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2/14/2005

Funding Both Sides of the War on Terror

The following is from a NYT Op-Ed by Thomas Friedman:

"The Wall Street Journal ran a very, very alarming article from Iran on its front page last Tuesday. The article explained how the mullahs in Tehran - who are now swimming in cash thanks to soaring oil prices - rather than begging foreign investors to come into Iran, are now shunning some of them. The article related how a Turkish mobile-phone operator, which had signed a deal with the Iranian government to launch Iran's first privately owned cellphone network, had the contract frozen by the mullahs in the Iranian Parliament because they were worried it might help the Turks and their foreign partners spy on Iran.

The Journal quoted Ali Ansari, an Iran specialist at the University of St. Andrews in Scotland, as saying that for 10 years analysts had been writing about Iran's need for economic reform. 'In actual fact, the scenario is worse now,' said Mr. Ansari. 'They have all this money with the high oil price, and they don't need to do anything about reforming the economy.' Indeed, The Journal added, the conservative mullahs are feeling even more emboldened to argue that with high oil prices, Iran doesn't need Western investment capital and should feel 'free to pursue its nuclear power program without interference.'

This is a perfect example of the Bush energy policy at work, and the Bush energy policy is: 'No Mullah Left Behind.'"

Friedman goes on to point out,

"By adamantly refusing to do anything to improve energy conservation in America, or to phase in a $1-a-gallon gasoline tax on American drivers, or to demand increased mileage from Detroit's automakers, or to develop a crash program for renewable sources of energy, the Bush team is - as others have noted - financing both sides of the war on terrorism. We are financing the U.S. armed forces with our tax dollars, and, through our profligate use of energy, we are generating huge windfall profits for Saudi Arabia, Iran and Sudan, where the cash is used to insulate the regimes from any pressure to open up their economies, liberate their women or modernize their schools, and where it ends up instead financing madrassas, mosques and militants fundamentally opposed to the progressive, pluralistic agenda America is trying to promote. Now how smart is that?"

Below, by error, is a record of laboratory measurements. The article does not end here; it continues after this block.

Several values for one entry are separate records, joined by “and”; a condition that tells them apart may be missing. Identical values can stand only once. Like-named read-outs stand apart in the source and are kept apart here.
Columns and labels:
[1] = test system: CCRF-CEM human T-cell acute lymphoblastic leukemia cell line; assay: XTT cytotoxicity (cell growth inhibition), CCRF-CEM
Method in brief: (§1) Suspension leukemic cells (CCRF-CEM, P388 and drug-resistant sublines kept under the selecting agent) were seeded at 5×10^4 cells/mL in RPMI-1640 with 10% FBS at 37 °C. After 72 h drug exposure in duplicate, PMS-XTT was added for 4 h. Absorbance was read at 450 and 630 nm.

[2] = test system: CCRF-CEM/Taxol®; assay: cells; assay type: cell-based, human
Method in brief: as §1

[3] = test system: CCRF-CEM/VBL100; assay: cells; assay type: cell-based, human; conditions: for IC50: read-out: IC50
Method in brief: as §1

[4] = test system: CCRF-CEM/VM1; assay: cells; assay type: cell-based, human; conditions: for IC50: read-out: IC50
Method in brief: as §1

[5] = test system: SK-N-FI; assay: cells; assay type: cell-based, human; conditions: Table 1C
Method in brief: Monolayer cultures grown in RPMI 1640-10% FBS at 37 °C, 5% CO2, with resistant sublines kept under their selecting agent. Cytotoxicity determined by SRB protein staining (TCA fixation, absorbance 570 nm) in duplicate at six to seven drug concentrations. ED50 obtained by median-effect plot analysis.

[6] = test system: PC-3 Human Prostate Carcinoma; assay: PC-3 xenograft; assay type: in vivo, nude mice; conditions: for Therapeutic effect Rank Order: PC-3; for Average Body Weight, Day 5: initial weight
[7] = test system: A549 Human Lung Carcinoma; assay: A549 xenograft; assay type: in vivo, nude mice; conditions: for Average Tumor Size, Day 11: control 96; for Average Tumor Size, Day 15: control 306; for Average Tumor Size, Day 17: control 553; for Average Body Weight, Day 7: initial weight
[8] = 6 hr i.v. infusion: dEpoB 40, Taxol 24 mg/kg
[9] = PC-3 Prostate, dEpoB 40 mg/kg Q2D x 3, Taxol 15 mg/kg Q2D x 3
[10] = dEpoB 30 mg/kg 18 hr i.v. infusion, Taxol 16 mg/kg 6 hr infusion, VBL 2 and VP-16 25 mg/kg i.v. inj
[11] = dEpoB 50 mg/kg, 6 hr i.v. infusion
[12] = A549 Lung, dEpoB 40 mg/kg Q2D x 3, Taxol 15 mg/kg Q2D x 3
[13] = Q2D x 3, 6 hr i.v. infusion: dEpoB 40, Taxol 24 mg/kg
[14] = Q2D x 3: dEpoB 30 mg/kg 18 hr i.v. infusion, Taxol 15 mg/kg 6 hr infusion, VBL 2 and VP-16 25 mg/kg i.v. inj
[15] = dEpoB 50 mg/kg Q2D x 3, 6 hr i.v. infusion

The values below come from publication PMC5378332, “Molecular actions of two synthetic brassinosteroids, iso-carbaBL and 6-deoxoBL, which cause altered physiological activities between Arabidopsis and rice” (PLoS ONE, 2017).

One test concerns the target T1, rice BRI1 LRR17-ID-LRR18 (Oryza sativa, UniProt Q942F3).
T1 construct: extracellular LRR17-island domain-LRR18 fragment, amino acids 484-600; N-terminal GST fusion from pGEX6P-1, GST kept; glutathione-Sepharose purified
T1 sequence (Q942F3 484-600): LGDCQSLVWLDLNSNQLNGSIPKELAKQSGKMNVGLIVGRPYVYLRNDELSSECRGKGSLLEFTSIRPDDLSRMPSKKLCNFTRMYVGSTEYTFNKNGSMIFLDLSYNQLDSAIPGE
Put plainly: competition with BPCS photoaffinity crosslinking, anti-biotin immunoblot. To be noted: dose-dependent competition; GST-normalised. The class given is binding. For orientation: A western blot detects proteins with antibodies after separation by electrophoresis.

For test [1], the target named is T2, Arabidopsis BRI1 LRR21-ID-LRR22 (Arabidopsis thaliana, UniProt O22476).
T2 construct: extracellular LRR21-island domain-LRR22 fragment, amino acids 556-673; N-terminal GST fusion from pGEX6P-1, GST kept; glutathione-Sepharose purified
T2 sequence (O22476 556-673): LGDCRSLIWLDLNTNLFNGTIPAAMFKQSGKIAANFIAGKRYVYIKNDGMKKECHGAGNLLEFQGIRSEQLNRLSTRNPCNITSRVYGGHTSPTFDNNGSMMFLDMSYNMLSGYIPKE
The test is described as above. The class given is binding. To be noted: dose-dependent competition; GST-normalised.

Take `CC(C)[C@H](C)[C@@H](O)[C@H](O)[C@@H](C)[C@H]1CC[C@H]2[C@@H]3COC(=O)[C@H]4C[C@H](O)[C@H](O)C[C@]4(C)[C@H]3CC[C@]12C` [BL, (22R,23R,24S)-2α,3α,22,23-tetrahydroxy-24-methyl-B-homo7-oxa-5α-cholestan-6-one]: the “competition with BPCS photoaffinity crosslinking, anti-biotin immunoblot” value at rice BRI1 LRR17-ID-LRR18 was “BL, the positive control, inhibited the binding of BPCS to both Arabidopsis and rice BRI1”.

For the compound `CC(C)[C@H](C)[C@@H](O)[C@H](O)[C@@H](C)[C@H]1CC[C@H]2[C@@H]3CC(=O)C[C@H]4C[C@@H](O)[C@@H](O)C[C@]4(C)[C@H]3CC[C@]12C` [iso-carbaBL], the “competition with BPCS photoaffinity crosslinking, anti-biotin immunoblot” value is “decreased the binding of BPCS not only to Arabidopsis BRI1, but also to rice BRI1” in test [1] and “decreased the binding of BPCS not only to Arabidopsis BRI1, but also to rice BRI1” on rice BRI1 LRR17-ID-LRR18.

Friedman beleives Bush should be using his much talked about "political capital" to be pressuring car makers into more energy effecient vehicles and embracing a gasoline tax that would sharply cut consumption in the US.

"What would that buy? It would buy reform in some of the worst regimes in the world, from Tehran to Moscow. It would reduce the chances that the U.S. and China are going to have a global struggle over oil - which is where we are heading. It would help us to strengthen the dollar and reduce the current account deficit by importing less crude. It would reduce climate change more than anything in Kyoto. It would significantly improve America's standing in the world by making us good global citizens. It would shrink the budget deficit. It would reduce our dependence on the Saudis so we could tell them the truth. (Addicts never tell the truth to their pushers.) And it would pull China away from its drift into supporting some of the worst governments in the world, like Sudan's, because it needs their oil. Most important, making energy independence our generation's moon shot could help inspire more young people to go into science and engineering, which we desperately need"

Bush. Science. I don't think so.

Friedman finishes with this,

"But no, President Bush has a better project: borrowing another trillion dollars, which will make us that much more dependent on countries like China and Saudi Arabia that hold our debt - so that you might, if you do everything right and live long enough, get a few more bucks out of your Social Security account.

The president's priorities are totally nuts"

Friedman is kinder than I. I would just say the President is nuts.

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